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I want to insert the data of a (custom) class "Table" into my database - the data is retrieved from internal files, but for the sake of security, I'd like to assume the sources are untrusted. Currently, I'm using a variation of the code below. This is obviously prone to SQL-injections as v.toString() might be exploited. table.getName() is checked against a table-whitelist, so there should be no need to defend against SQL-injections here.

QString rowQuery = "INSERT INTO " + table.getName() + " VALUES ";
for (Row* r : table) {
    rowQuery += "(";
    for (QVariant v : r.getValues()) {
        rowQuery += v.toString();
        rowQuery += ","
    }
    rowQuery.chop(1);
    rowQuery += "),";
}
rowQuery.chop(1);
QSqlQuery::exec(rowQuery)

An example query with two entries with three columns looks like:

INSERT INTO DebugTable VALUES (cell1x1, cell1x2, cell1x3), (cell2x1, cell2x2, cell2x3)

To make my application secure against SQL-injections, I started using prepared statements. Unfortunately, performance suffered greatly from this design choice, so I tried to use batch executions using QVariantLists, but even this approach could not deliver appropriate performance. My largest table has 15,000 entries; without prepared statements the insertion (q.exec() / q.execBatch()) took around four seconds, with prepared statements it took 90 seconds.

QList<QVariantList> columnVectors;
QString queryString;
queryString = "INSERT INTO " + table.getName() + " VALUES (";
for (auto i : table.getCols()) {
    columnVectors.append(QVariantList());
    queryString += "?,";
}
queryString.chop(1);
queryString += ")";
for (Row* row : table.getRows()) {
    for (int i = 0; i < row->getValues().length(); i++) {
        columnVectors[i].append(variant);
    }
}
QSqlQuery q;
q.prepare(queryString);
for (QVariantList columnVector : columnVectors) {
    q.addBindValue(columnVector);
}
q.execBatch();

An example query with x entries with three columns looks like:

INSERT INTO DebugTable VALUES (?, ?, ?)

I think there might be an error in my approach / implementation as I read that prepared statements should improve the performance. Any help would be appreciated, thank you

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  • Interesting. but can you make it simpler? Like provide a fixed query string for both examples. (And measure the performance of that) Mar 6, 2018 at 9:51

1 Answer 1

0

This is a hard question to answer, because database performance can be dependent on a lot of other things. So let me first answer your question directly, then suggest what I think you may wish to do instead (if you haven't tried it already), and finally explain my experiment and the results I got so others can repeat.

First, let me describe one way to set up a prepared statement with multiple rows inserted at the same time (remember I am going to explain my experiment so you can ignore the timer for now). I used two for-loops, and have something that looks like this:

void stringBuilderPreparedFunction()
{
  QElapsedTimer timer;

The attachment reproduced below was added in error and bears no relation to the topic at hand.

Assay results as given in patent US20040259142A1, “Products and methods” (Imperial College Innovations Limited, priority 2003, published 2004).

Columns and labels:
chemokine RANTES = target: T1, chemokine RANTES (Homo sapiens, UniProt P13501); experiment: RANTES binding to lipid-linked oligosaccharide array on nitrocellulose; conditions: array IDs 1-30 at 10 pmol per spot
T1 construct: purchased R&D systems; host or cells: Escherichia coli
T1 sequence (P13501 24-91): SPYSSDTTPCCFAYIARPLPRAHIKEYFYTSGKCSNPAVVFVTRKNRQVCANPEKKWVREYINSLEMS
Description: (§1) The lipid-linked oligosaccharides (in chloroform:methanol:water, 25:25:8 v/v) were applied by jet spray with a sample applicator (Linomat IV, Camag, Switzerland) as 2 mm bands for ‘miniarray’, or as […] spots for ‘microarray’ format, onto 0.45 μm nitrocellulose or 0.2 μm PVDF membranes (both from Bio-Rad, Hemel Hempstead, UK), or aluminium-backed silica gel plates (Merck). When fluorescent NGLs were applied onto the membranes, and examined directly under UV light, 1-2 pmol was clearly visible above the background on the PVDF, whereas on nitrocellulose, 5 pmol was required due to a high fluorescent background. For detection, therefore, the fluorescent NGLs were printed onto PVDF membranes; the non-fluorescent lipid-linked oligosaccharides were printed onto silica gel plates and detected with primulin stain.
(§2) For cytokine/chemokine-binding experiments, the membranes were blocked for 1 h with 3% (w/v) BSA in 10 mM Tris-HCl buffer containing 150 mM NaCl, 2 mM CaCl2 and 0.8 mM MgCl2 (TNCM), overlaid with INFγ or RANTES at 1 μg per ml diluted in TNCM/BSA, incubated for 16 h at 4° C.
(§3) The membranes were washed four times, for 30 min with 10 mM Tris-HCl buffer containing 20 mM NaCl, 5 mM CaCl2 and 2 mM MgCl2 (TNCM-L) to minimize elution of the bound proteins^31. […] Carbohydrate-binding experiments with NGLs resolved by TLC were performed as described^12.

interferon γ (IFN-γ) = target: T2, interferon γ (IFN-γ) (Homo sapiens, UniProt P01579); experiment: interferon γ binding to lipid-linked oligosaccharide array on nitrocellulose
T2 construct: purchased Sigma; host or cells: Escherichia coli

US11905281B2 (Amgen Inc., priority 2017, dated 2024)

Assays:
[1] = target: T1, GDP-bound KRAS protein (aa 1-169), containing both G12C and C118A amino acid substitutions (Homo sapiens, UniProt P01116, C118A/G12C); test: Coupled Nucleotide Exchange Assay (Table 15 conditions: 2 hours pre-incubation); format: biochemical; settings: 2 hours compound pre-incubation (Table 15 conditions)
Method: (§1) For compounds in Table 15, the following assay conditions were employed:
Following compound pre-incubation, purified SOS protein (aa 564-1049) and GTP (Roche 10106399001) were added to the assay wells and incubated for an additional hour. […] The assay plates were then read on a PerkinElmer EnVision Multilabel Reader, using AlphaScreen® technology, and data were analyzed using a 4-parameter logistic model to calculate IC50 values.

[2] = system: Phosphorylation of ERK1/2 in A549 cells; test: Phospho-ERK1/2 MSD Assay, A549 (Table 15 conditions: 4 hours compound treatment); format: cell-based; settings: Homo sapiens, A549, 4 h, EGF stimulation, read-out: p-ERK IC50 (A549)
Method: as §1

timer.start();
  QList<Translation> list = getList();
  QString queryString("INSERT INTO test (val, english, spanish) VALUES ");
  for (int x = 0; x < list.size(); x++)
  {
    QString rowId = QString::number(x);
    queryString.append("(:val" + rowId + ", :english" + rowId + ", :spanish" + rowId + "),");
  }
  queryString.chop(1);
  QSqlQuery query;
  query.prepare(queryString);
  for (int y = 0; y < list.size(); y++)
  {
    QString rowId = QString::number(y);
    QString numberString(":val" + rowId);
    query.bindValue(numberString, QString::number(list.at(y).number));
    QString englishString(":english" + rowId);
    query.bindValue(englishString, list.at(y).english);
    QString spanishString(":spanish" + rowId);
    query.bindValue(spanishString, list.at(y).spanish);
  }
  query.exec();
  qDebug() << "The string builder perpared took" << timer.elapsed() << "milliseconds";
}

Now the next part is to mention that a lot of times wrapping all your inserts in a transaction will get roughly the same performance as writing a single insert statement. They are pretty similar actions. So you may consider the following code as well, before you settle on the complex string appending approach above:

void transactionFunction()
{
  QElapsedTimer timer;
  timer.start();
  QList<Translation> list = getList();
  QSqlDatabase::database().transaction();
  for (Translation row: list)
  {
    QSqlQuery query;
    query.prepare("INSERT INTO test (val, english, spanish) VALUES (:val, :english, :spanish)");
    query.bindValue(":val", row.number);
    query.bindValue(":english", row.english);
    query.bindValue(":spanish", row.spanish);
    query.exec();
  }
  QSqlDatabase::database().commit();
  qDebug() << "The transaction function took" << timer.elapsed() << "milliseconds";
}

I am not sure the details of what you are trying to do, and how sensitive you are to a performance hit. My results showed a slight edge to what you asked for, but the transaction may be enough and has less code. Also take the performance results with a grain of salt as this is not the most scientific way to test database performance.

For the experiment I used a single table in a MySQL database:

CREATE TABLE test (
    val INTEGER PRIMARY KEY,
    english VARCHAR(255),
    spanish VARCHAR(255)
);

I then inserted 500 rows that looked like:

returnList.append(Translation(500, "five hundred", "quinientos"));

This yielded the results of the first function as: "The string builder perpared took 116 milliseconds" AND "The transaction function took 138 milliseconds". Both of these were significant improvements over the single row insert with took around 20 seconds.

I hope that helps, and feel free to comment if I missed the mark in what you were asking, or if your environment yields different results.

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